Q - 8/95, pp.150-1513 Stars
- Good - "...long solos interspersed with country references."
Down Beat3.5 Stars
- Very Good
Uncut (magazine) - p.69
"[T]his sees Zappa moving heavily into jazz fusion territory..."
Personnel: Frank Zappa (acoustic & electric guitars, percussion); Tony Duran (vocals, slide guitar); Jeff Simmons (vocals, Hawaiian guitar); Sal Marquez (vocals, trumpet, flugelhorn, chimes); Erroneous (vocals, electric bass); Chris Peterson, Janet Ferguson (vocals); "Sneaky Pete" Kleinow (pedal steel guitar); Joel Peskin (tenor saxophone); Mike Altschul (tenor & baritone saxophones, piccolo, bass flute, bass clarinet); Bill Byers, Ken Shroyer (trombone, baritone horn); Aynsley Dunbar (drums).
Recorded at Paramount Studios, Los Angeles, California.
Recording information: Paramount Studios, Los Angeles, CA.
Photographer: Philip Schwartz.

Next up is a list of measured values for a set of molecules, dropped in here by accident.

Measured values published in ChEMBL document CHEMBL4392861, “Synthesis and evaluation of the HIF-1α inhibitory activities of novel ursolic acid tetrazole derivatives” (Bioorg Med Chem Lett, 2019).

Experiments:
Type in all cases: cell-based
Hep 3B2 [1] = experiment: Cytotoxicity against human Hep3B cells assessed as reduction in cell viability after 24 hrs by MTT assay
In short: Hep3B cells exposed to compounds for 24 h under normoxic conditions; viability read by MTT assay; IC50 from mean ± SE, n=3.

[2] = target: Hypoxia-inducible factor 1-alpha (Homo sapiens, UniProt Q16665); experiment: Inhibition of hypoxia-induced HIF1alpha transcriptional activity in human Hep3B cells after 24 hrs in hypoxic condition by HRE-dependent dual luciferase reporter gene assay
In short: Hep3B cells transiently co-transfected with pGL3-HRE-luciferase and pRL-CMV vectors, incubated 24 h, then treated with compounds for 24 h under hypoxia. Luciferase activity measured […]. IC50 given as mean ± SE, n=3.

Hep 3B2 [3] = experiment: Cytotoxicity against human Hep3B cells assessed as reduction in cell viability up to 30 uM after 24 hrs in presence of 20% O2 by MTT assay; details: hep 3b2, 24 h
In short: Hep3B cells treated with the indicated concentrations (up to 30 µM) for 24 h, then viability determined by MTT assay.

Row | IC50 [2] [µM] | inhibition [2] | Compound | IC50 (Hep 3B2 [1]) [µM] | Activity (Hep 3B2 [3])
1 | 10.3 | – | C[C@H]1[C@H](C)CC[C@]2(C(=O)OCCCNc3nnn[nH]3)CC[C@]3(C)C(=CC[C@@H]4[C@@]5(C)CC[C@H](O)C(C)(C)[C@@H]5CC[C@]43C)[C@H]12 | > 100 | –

Arranger: Frank Zappa.
While performing at England's Rainbow Theater on December 10, 1971, Frank Zappa sustained a serious injury when an overzealous fan pushed him off the stage. Zappa was forced to keep a low profile while recovering from this traumatic event, but he was in the middle of a very fertile recording period--his classic albums HOT RATS, BURNT WEENY SANDWICH, and CHUNGA'S REVENGE had all recently been released. Instead of moping around, Zappa immersed himself in writing new music, and 1972's WAKA/JAWAKA was his first album to appear since his accident.
Although not as instantly rewarding as the aforementioned HOT RATS, WAKA/JAWAKA is still a solid Zappa album. Like its predecessors, the album contains elements of Frank's instantly recognizable jazz-rock fusion. But due to its gritty rock production, the four-song album (two tracks are very lengthy, the others shorter) is not your normal fusion effort. The opener, "Big Swifty," leans more towards rock (thanks to Zappa's distorted guitar riffs), while the closing title track is jazzier, as a horn section plays the tune's multiple melodies. This release can be seen as an important step in Zappa's evolution: the scored, large ensemble fusion pieces and jazzy improvisations would play an increasing role in his music through the '70s.